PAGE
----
Apart from chosen ensemble, there is a crucial difference between Valley of Search and The Fire Still Burns. The former LP grew out of regular playing under intense, somewhat lawless conditions — rough and bankrupt 1970s Lower Manhattan — and while its melodies are primarily credited to Braufman, both musicians lived and breathed those pieces. For The Fire Still Burns, Braufman wrote all of the pieces from his Salt Lake City base and brought them to the session. As he says, “I write a lot, but so much that I write doesn’t make it past my editing pro cess. Once I have an idea I can develop it, but this was magical in the sense that once [pro ducer] Nabil [Ayers] said ‘let’s do an album,’ all of a sudden ideas just came. For “Home,” I was just doodling on the piano and I finished it in twenty minutes. The year before we recorded I was teaching at Utah State University, and it was an hour and a half drive each way once a week so a few of them I wrote in the car just humming, and they stayed with me.”

Commonly, the spiritual influence of figures like multi-instrumentalist Don Cherry permeates both albums. As Cooper-Moore relates, “one of the things Alan and I both feel is that Don was really our leader. For him and me playing together, Don’s spirit was it, because he was broader than most of the other cats. I love ‘Trane and Ornette but it’s Don, because the whole world was his audience and he was so open to all kinds of musics. He would play with everybody.” Further, Braufman points out that “I was a teenager when I heard Don Cherry’s Complete Communion and Symphony For Improvisers, and it made a real impression on me that these tunes didn’t stop, they evolve, and I thought to myself why doesn’t everybody do that? Why stop a tune — you break the whole chain of continuity. So when I started writing Valley of Search with the Canal Street band, it was important to me to keep it as a suite because that’s how we were performing live. Don was a big influence, and his band with [tenor saxophonist] Gato Barbieri — Gato didn’t so much influence my musical concept as he did my approach to the saxophone and the sound I was going for.”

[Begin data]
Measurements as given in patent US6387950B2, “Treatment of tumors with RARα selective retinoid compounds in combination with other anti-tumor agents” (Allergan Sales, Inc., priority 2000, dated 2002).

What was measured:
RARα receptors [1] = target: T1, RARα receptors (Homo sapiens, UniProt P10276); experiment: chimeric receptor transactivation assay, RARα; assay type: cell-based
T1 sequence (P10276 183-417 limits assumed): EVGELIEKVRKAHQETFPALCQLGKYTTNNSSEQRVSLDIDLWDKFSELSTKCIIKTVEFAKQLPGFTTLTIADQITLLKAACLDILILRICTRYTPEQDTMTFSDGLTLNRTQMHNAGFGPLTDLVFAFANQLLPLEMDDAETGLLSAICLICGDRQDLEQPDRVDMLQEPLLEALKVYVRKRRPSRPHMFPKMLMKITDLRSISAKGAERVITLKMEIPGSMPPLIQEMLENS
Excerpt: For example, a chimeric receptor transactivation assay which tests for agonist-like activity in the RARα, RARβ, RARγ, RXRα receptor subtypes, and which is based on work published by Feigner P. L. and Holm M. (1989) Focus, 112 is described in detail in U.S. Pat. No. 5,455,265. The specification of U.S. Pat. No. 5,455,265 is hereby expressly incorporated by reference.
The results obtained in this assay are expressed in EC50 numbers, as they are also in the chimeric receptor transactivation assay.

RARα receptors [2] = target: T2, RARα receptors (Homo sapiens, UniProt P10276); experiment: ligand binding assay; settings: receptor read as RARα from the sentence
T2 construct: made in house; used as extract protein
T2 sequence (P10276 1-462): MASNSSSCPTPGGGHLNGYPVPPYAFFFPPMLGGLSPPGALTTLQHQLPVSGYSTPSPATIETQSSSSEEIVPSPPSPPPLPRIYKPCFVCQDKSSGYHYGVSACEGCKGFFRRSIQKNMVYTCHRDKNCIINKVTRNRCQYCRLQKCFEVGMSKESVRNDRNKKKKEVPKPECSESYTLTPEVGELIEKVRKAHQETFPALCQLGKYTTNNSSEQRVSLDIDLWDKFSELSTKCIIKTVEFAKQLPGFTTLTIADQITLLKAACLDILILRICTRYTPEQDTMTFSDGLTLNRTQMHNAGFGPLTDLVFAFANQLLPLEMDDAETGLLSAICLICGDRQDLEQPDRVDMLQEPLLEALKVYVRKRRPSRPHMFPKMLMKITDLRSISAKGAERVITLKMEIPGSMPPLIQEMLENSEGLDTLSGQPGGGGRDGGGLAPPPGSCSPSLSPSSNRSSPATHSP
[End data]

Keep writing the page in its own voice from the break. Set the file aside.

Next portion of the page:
The Fire Still Burns has that gritty, forthright sensibility we hope to hear in sonic collaborations borne out of beauty and struggle, but there’s a populist ease that comes with age and reflec tion. Braufman’s melodies are hooky and vibrant, sometimes with an almost Kwela-like flair in their liquid appeal. His alto retains the push of forebears like Jimmy Lyons or Jackie McLean, vibratoless and pure that, coupled with James Brandon Lewis’ rich, throaty call, makes for a dynamic front-line balance. Bolstered by chunky piano chords and spiky runs hooked into the unflagging motion of Filiano, Drury, and Wimberly, a swell of rhythm carries the proceedings forward. Cooper-Moore opines that “Alan got his concept early on, and he’s not going to change. It’s his, he’s not taking it from any specific culture, though it sounds ‘not American,’ and he has a tone world that’s different from all of ours. His harmonies and the way changes fall are like nobody else’s that I know. He has his own language that’s beautiful and I have mine, and when we come together he’s someone who says ‘do what you want to do.’” Put simply it’s natural music – complementary, individual, and full of the sweet, hot taste of cele bration. And now, Alan Braufman and Cooper-Moore are bringing it Home.

Clifford Allen
Brooklyn, April 2020